Despite concerns that the 2018 tax reform law would undermine housing values, Westchester and the Hudson Valley held steady in the third quarter, with prices rising throughout the region and up dramatically in some counties.

Some analysts have expressed concerns about the effects of the 2018 Tax Reform law on our regional housing market. The tax law capped the deductibility of state and local taxes and reduced the mortgage interest deduction, which particularly impacts high‑tax areas, like Westchester and the Hudson Valley. Indeed, those analysts might see evidence for this theory in the third-quarter results, with regional single‑family home sales falling almost 2% from last year, and down in almost every individual county.
For the most part, though, sales are down because of a lack of supply, not a lack of demand. Regional inventory levels have gone down 25 straight quarters, falling from a high of around 16 months to the current six months. Quarter after quarter, inventory went down until we reached a point where we have a shortage of desirable homes for sale. That’s what’s holding back sales – a lack of “fuel for the fire.”
How do we know that falling sales aren’t the result of slackening demand from the impact of tax reform? A couple of reasons:

First, this trend of declining sales predates tax reform. We’ve been tracking falling sales for almost two years, with regional sales down, in five out of the last six quarters, well before the passage of tax reform in late 2017.

Second, sales are down in all markets, not just high‑priced markets. Tax reform would not explain why sales are down even in the lower‑priced markets, where most buyers do not itemize taxes in a way that they’d be affected by changes in deductibility. And yet, quarterly sales were down more in Rockland and Dutchess than they were in Westchester.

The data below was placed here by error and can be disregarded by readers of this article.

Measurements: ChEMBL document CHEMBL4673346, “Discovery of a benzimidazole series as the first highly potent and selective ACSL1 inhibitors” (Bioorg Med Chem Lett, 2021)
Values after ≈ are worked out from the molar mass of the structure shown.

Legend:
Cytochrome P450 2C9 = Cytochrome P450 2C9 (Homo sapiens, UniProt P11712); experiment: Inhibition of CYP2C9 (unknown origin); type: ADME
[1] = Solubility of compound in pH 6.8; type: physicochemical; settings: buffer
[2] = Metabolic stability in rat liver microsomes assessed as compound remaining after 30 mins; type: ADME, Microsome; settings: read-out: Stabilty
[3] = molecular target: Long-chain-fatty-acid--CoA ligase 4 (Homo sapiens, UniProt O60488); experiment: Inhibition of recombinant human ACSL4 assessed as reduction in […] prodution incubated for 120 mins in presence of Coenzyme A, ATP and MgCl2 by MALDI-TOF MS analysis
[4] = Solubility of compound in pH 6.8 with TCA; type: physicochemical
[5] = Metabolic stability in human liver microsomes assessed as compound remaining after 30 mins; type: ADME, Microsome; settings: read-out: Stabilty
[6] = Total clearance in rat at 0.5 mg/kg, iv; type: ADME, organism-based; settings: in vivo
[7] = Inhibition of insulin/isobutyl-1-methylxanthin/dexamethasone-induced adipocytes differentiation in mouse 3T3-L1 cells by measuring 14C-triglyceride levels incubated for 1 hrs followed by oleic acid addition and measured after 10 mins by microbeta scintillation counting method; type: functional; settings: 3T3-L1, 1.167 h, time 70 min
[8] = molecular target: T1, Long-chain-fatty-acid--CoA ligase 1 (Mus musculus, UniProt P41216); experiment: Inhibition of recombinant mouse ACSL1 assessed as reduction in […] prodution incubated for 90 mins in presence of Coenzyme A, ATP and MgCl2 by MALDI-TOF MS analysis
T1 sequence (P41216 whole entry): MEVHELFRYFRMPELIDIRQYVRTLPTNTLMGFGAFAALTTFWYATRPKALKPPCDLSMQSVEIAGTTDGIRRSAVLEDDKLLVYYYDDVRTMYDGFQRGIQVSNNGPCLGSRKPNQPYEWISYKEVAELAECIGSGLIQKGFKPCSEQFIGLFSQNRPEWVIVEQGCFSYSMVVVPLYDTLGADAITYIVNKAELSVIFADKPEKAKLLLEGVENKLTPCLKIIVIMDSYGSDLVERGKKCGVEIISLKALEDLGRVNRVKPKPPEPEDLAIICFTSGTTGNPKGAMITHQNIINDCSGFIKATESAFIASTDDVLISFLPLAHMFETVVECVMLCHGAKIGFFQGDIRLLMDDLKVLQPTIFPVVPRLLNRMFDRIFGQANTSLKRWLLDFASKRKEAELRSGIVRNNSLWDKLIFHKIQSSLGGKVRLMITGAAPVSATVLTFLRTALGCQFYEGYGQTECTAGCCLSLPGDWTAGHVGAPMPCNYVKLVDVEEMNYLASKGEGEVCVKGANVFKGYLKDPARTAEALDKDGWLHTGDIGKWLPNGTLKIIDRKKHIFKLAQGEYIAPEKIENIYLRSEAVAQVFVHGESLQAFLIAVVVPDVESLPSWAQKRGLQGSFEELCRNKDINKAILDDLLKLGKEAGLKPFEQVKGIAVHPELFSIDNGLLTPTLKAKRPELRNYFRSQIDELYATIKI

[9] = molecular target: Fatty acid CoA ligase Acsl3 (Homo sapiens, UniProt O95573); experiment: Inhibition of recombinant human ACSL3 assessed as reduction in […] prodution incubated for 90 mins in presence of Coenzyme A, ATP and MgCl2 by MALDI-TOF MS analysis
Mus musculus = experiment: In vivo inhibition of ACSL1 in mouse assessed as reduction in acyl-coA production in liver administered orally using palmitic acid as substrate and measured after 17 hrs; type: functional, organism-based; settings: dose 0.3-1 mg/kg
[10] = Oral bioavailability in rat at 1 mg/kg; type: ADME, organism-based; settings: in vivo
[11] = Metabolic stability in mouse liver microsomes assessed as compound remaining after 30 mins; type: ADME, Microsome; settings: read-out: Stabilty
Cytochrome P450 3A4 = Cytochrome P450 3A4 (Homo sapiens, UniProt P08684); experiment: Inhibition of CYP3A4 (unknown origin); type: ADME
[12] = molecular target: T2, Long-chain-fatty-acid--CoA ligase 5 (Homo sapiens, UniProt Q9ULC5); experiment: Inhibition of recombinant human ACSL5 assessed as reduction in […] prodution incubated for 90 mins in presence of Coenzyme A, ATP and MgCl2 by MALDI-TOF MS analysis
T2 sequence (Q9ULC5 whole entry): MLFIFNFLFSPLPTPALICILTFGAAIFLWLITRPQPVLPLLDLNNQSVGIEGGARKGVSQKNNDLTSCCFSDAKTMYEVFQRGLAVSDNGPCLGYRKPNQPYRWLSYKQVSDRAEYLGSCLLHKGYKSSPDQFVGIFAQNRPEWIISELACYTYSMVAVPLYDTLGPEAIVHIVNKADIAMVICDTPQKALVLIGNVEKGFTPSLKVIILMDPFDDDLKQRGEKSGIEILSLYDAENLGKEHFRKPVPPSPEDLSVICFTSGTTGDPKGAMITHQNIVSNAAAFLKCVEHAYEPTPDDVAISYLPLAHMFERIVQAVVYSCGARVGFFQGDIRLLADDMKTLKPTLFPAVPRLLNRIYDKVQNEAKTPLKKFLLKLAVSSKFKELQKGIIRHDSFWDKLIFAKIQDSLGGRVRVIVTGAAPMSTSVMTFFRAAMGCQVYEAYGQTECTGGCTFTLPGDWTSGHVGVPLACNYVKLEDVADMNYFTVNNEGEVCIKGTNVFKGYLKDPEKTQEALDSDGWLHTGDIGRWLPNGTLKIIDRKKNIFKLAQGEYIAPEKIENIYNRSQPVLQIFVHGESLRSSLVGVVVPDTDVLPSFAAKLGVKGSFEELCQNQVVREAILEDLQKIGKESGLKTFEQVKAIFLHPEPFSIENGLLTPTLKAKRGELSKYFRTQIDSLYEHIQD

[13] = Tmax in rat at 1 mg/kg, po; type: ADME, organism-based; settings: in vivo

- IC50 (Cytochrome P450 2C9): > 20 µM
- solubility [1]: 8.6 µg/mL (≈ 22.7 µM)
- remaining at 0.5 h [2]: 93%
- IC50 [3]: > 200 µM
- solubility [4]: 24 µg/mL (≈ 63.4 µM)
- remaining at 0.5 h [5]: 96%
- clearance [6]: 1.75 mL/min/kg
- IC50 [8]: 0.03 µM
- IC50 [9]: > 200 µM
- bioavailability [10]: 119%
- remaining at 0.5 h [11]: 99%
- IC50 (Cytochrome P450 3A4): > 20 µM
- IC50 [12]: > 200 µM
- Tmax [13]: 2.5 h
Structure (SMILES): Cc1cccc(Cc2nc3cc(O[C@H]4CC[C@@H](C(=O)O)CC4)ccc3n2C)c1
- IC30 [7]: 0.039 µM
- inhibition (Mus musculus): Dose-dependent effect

Third, prices are up in almost every market segment. Regional average sales prices were up almost 3% for houses and 5% for condos in the third quarter and were up (in some cases dramatically) in every individual county for almost every property type. If tax reform had sapped demand in the market, we’d be seeing flat or declining pricing, not robust appreciation.

All that said, tax reform might be having a small impact on the very high end of the market, where the loss of deductibility for mortgage interest and local taxes hits the hardest. Price appreciation was more pronounced in the lower‑priced markets, with single‑family average prices rising 11% in Putnam, 6% in Rockland, 14% in Orange, and 7% in Dutchess. Meanwhile, Westchester’s single‑family home pricing was up just a tick on average, and only fell 1% at the median. We’re talking about a marginal, not a major, impact. Prices aren’t rising at the rate they are in the lower‑priced markets, they’re basically flat, not falling.

Moreover, inventory is starting to respond to these rising prices. For the first time since 2012, inventory levels went up this quarter, which illustrates fundamental economic market theory: If demand is strong, and supply stays steady (or goes down), prices will go up. And when prices go up, new inventory will come onto the market. That’s what we’re seeing now: After years of decline, single‑family inventory was up in almost every county in the region, stabilizing near that six‑month level that usually signals a balancing market.

Going forward, we believe that the appetite in the market can handle both the impact of tax reform and this increased inventory while still driving continued price appreciation. With strong economic conditions, relatively low‑interest rates (and the specter of rate increases on the horizon), and pricing still at attractive 2004‑05 levels, we expect a robust market through the end of the year.

To learn more about Better Homes and Gardens Real Estate Rand Realty, visit their website and Facebook page, and make sure to “Like” their page. You can also follow them on Twitter, Pinterest, and Instagram.

Posted on October 9, 2018 at 4:55 pm
Vincent Abbatecola | Category: Rand Country Blog | Tagged , , , , , , , , , ,